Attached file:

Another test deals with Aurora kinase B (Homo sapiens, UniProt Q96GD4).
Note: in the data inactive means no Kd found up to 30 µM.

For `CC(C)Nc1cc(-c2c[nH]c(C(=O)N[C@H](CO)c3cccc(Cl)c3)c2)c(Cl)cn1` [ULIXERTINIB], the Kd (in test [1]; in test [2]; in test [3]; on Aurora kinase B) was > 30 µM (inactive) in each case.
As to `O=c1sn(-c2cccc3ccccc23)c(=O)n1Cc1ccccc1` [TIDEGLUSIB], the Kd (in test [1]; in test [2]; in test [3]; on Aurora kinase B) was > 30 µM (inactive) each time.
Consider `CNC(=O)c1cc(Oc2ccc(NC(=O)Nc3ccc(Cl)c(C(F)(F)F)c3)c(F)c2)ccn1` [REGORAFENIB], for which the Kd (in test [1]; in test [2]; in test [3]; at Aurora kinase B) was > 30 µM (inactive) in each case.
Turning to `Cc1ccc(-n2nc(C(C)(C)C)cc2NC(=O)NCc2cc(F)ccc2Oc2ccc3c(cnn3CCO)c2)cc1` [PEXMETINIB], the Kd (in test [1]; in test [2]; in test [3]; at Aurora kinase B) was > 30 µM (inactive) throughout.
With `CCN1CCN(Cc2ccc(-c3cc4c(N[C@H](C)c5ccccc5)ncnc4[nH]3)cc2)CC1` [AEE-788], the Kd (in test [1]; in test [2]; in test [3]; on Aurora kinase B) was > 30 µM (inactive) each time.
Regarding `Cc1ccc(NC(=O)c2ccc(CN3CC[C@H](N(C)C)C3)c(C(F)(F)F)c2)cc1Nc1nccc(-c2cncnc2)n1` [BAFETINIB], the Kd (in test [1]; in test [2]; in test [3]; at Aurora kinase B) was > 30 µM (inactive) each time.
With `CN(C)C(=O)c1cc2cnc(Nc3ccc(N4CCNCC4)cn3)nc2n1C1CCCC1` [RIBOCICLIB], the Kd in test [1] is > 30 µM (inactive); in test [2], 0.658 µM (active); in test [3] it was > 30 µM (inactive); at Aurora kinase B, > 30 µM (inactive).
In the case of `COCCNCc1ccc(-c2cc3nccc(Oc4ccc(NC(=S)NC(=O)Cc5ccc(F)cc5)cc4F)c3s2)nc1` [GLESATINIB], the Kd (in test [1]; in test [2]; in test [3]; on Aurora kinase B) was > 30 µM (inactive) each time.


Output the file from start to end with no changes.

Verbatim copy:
Another test deals with Aurora kinase B (Homo sapiens, UniProt Q96GD4).
Note: in the data inactive means no Kd found up to 30 µM.

For `CC(C)Nc1cc(-c2c[nH]c(C(=O)N[C@H](CO)c3cccc(Cl)c3)c2)c(Cl)cn1` [ULIXERTINIB], the Kd (in test [1]; in test [2]; in test [3]; on Aurora kinase B) was > 30 µM (inactive) in each case.
As to `O=c1sn(-c2cccc3ccccc23)c(=O)n1Cc1ccccc1` [TIDEGLUSIB], the Kd (in test [1]; in test [2]; in test [3]; on Aurora kinase B) was > 30 µM (inactive) each time.
Consider `CNC(=O)c1cc(Oc2ccc(NC(=O)Nc3ccc(Cl)c(C(F)(F)F)c3)c(F)c2)ccn1` [REGORAFENIB], for which the Kd (in test [1]; in test [2]; in test [3]; at Aurora kinase B) was > 30 µM (inactive) in each case.
Turning to `Cc1ccc(-n2nc(C(C)(C)C)cc2NC(=O)NCc2cc(F)ccc2Oc2ccc3c(cnn3CCO)c2)cc1` [PEXMETINIB], the Kd (in test [1]; in test [2]; in test [3]; at Aurora kinase B) was > 30 µM (inactive) throughout.
With `CCN1CCN(Cc2ccc(-c3cc4c(N[C@H](C)c5ccccc5)ncnc4[nH]3)cc2)CC1` [AEE-788], the Kd (in test [1]; in test [2]; in test [3]; on Aurora kinase B) was > 30 µM (inactive) each time.
Regarding `Cc1ccc(NC(=O)c2ccc(CN3CC[C@H](N(C)C)C3)c(C(F)(F)F)c2)cc1Nc1nccc(-c2cncnc2)n1` [BAFETINIB], the Kd (in test [1]; in test [2]; in test [3]; at Aurora kinase B) was > 30 µM (inactive) each time.
With `CN(C)C(=O)c1cc2cnc(Nc3ccc(N4CCNCC4)cn3)nc2n1C1CCCC1` [RIBOCICLIB], the Kd in test [1] is > 30 µM (inactive); in test [2], 0.658 µM (active); in test [3] it was > 30 µM (inactive); at Aurora kinase B, > 30 µM (inactive).
In the case of `COCCNCc1ccc(-c2cc3nccc(Oc4ccc(NC(=S)NC(=O)Cc5ccc(F)cc5)cc4F)c3s2)nc1` [GLESATINIB], the Kd (in test [1]; in test [2]; in test [3]; on Aurora kinase B) was > 30 µM (inactive) each time.